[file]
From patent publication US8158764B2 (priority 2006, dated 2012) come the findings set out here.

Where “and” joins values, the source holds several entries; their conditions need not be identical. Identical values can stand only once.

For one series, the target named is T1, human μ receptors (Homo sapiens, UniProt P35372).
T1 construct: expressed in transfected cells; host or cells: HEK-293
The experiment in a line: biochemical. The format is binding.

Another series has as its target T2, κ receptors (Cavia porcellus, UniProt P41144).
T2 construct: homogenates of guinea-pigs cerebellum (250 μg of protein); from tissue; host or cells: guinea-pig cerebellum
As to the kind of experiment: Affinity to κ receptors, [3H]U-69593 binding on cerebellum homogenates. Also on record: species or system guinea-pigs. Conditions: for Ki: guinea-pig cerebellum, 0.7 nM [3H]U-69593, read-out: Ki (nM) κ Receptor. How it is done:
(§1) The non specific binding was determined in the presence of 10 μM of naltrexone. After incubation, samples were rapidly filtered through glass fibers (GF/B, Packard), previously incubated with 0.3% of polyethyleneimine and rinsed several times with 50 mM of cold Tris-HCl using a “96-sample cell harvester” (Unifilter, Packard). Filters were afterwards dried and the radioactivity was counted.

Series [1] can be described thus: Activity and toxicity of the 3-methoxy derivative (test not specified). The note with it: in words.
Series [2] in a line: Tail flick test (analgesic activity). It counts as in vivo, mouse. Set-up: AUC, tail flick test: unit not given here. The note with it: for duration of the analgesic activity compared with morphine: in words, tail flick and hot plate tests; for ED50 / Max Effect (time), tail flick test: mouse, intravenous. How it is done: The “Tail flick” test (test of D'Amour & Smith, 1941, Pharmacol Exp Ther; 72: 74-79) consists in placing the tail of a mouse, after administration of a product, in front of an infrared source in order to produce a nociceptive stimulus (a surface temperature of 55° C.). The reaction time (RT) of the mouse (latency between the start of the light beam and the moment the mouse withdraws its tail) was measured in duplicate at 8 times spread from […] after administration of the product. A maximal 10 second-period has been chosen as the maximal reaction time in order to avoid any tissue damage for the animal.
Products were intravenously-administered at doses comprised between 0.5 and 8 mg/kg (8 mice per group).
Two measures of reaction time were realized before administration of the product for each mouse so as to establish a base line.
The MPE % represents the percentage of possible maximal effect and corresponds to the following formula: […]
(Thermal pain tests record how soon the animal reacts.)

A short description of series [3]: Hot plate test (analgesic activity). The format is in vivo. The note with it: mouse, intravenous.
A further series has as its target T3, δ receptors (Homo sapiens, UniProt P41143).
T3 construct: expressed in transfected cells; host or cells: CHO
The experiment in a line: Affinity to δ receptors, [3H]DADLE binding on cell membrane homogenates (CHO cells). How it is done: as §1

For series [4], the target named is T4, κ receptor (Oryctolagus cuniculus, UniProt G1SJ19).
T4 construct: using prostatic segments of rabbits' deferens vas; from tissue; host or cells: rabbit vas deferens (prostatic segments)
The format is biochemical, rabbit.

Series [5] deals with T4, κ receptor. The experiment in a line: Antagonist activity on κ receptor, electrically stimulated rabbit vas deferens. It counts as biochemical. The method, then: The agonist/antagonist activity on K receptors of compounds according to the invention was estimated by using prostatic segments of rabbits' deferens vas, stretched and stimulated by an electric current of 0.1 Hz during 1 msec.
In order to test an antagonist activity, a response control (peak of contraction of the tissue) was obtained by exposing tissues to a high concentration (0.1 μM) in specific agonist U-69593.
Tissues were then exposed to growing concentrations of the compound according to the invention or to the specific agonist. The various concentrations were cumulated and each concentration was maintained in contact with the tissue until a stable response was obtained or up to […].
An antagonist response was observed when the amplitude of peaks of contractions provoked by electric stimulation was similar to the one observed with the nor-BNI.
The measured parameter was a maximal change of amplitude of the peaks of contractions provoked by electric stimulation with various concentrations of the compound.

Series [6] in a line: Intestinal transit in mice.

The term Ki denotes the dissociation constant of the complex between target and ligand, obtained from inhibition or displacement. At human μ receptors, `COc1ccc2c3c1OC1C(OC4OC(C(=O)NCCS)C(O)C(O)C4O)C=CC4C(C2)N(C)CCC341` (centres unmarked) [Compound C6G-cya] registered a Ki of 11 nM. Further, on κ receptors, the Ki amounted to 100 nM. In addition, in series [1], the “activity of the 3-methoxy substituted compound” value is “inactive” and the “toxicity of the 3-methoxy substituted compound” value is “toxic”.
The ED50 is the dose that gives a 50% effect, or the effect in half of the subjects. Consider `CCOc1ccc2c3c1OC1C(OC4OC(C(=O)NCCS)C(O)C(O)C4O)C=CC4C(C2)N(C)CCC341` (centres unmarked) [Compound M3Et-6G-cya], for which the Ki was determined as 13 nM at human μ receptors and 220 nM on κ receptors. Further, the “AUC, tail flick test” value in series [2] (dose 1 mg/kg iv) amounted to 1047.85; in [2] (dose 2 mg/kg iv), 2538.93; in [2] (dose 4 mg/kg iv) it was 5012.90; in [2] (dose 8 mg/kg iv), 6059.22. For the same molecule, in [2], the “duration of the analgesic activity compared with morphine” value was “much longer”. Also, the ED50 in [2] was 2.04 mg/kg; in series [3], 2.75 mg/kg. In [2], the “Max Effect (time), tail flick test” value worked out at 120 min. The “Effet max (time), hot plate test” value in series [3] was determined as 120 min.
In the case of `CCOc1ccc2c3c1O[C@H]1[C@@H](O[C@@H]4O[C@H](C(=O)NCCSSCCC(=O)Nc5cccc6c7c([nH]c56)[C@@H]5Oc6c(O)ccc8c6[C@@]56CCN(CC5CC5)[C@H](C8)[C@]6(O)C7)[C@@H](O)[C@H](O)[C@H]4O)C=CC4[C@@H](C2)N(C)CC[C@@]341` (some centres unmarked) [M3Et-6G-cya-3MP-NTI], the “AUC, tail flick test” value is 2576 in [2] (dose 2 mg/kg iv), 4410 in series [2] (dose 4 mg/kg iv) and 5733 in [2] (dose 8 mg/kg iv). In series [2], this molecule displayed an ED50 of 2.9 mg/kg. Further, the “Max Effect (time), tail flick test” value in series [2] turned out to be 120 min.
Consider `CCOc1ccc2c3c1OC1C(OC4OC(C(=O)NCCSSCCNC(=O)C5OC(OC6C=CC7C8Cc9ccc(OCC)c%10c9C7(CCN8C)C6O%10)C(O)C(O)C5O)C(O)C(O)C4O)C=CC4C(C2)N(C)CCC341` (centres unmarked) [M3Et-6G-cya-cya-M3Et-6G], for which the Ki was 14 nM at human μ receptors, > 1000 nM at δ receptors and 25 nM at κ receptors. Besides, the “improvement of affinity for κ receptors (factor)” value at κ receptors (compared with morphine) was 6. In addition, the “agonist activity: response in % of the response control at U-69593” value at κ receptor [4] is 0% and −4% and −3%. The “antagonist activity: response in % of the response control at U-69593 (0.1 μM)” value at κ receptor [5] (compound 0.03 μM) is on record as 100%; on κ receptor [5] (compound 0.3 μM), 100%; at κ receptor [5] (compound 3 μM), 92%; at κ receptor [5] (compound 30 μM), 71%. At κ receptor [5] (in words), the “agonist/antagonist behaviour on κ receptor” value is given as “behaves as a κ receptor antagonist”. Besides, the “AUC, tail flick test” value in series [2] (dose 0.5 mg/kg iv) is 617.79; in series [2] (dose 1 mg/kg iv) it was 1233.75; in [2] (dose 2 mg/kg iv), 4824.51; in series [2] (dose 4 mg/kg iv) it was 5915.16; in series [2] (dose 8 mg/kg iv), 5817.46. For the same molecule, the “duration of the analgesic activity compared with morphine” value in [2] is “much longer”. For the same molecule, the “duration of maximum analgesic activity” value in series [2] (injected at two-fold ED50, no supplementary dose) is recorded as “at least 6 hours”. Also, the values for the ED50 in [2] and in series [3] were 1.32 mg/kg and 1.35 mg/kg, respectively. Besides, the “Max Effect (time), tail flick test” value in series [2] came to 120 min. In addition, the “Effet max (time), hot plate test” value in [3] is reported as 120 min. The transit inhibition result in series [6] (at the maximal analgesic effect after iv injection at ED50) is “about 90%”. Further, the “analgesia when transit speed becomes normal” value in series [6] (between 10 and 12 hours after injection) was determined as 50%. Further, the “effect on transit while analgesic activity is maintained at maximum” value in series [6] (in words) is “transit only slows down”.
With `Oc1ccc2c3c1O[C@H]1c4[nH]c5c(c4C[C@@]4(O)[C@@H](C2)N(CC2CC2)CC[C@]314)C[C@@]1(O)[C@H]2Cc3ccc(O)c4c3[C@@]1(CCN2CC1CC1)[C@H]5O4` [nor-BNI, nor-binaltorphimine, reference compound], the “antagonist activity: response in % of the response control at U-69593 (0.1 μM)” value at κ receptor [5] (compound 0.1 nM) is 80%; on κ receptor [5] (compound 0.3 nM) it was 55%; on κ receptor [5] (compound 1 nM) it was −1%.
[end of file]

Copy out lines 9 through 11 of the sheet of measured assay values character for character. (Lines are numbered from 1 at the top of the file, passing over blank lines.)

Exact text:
(§1) The non specific binding was determined in the presence of 10 μM of naltrexone. After incubation, samples were rapidly filtered through glass fibers (GF/B, Packard), previously incubated with 0.3% of polyethyleneimine and rinsed several times with 50 mM of cold Tris-HCl using a “96-sample cell harvester” (Unifilter, Packard). Filters were afterwards dried and the radioactivity was counted.

Series [1] can be described thus: Activity and toxicity of the 3-methoxy derivative (test not specified). The note with it: in words.
Series [2] in a line: Tail flick test (analgesic activity). It counts as in vivo, mouse. Set-up: AUC, tail flick test: unit not given here. The note with it: for duration of the analgesic activity compared with morphine: in words, tail flick and hot plate tests; for ED50 / Max Effect (time), tail flick test: mouse, intravenous. How it is done: The “Tail flick” test (test of D'Amour & Smith, 1941, Pharmacol Exp Ther; 72: 74-79) consists in placing the tail of a mouse, after administration of a product, in front of an infrared source in order to produce a nociceptive stimulus (a surface temperature of 55° C.). The reaction time (RT) of the mouse (latency between the start of the light beam and the moment the mouse withdraws its tail) was measured in duplicate at 8 times spread from […] after administration of the product. A maximal 10 second-period has been chosen as the maximal reaction time in order to avoid any tissue damage for the animal.